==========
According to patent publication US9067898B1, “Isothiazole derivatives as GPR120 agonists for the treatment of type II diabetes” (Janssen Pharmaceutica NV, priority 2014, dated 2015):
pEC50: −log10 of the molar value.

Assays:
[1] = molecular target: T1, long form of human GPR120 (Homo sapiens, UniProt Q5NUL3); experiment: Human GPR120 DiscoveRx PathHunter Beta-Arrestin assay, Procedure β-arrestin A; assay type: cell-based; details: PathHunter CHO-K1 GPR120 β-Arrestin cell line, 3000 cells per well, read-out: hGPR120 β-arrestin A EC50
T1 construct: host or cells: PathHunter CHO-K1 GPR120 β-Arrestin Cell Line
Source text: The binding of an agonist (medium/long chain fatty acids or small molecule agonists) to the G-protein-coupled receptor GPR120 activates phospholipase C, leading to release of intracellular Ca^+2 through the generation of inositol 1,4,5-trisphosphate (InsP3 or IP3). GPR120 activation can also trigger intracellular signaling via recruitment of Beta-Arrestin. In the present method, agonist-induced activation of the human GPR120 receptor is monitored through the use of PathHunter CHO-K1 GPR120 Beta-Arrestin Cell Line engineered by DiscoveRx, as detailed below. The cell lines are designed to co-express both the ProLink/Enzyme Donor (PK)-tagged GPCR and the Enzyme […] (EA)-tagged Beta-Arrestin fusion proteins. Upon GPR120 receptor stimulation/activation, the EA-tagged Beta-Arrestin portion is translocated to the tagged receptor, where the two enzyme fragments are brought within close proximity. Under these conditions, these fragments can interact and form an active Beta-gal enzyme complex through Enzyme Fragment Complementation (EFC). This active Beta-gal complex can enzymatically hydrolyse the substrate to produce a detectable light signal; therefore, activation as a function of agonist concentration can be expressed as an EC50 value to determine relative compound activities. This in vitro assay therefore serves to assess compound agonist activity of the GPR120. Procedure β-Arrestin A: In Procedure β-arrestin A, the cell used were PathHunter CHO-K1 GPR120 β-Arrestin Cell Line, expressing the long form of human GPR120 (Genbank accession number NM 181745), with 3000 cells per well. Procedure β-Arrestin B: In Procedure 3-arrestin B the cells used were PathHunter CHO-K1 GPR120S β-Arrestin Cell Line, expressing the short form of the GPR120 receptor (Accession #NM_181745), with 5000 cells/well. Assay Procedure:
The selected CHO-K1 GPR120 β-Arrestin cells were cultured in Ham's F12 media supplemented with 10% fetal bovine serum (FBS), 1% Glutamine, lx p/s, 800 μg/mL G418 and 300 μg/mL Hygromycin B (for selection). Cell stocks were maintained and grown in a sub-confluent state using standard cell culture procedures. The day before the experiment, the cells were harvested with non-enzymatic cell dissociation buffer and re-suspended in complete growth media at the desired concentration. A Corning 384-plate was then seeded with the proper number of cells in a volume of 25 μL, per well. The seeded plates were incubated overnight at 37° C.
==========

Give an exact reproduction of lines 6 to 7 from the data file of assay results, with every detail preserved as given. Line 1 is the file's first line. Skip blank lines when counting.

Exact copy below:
Source text: The binding of an agonist (medium/long chain fatty acids or small molecule agonists) to the G-protein-coupled receptor GPR120 activates phospholipase C, leading to release of intracellular Ca^+2 through the generation of inositol 1,4,5-trisphosphate (InsP3 or IP3). GPR120 activation can also trigger intracellular signaling via recruitment of Beta-Arrestin. In the present method, agonist-induced activation of the human GPR120 receptor is monitored through the use of PathHunter CHO-K1 GPR120 Beta-Arrestin Cell Line engineered by DiscoveRx, as detailed below. The cell lines are designed to co-express both the ProLink/Enzyme Donor (PK)-tagged GPCR and the Enzyme […] (EA)-tagged Beta-Arrestin fusion proteins. Upon GPR120 receptor stimulation/activation, the EA-tagged Beta-Arrestin portion is translocated to the tagged receptor, where the two enzyme fragments are brought within close proximity. Under these conditions, these fragments can interact and form an active Beta-gal enzyme complex through Enzyme Fragment Complementation (EFC). This active Beta-gal complex can enzymatically hydrolyse the substrate to produce a detectable light signal; therefore, activation as a function of agonist concentration can be expressed as an EC50 value to determine relative compound activities. This in vitro assay therefore serves to assess compound agonist activity of the GPR120. Procedure β-Arrestin A: In Procedure β-arrestin A, the cell used were PathHunter CHO-K1 GPR120 β-Arrestin Cell Line, expressing the long form of human GPR120 (Genbank accession number NM 181745), with 3000 cells per well. Procedure β-Arrestin B: In Procedure 3-arrestin B the cells used were PathHunter CHO-K1 GPR120S β-Arrestin Cell Line, expressing the short form of the GPR120 receptor (Accession #NM_181745), with 5000 cells/well. Assay Procedure:
The selected CHO-K1 GPR120 β-Arrestin cells were cultured in Ham's F12 media supplemented with 10% fetal bovine serum (FBS), 1% Glutamine, lx p/s, 800 μg/mL G418 and 300 μg/mL Hygromycin B (for selection). Cell stocks were maintained and grown in a sub-confluent state using standard cell culture procedures. The day before the experiment, the cells were harvested with non-enzymatic cell dissociation buffer and re-suspended in complete growth media at the desired concentration. A Corning 384-plate was then seeded with the proper number of cells in a volume of 25 μL, per well. The seeded plates were incubated overnight at 37° C.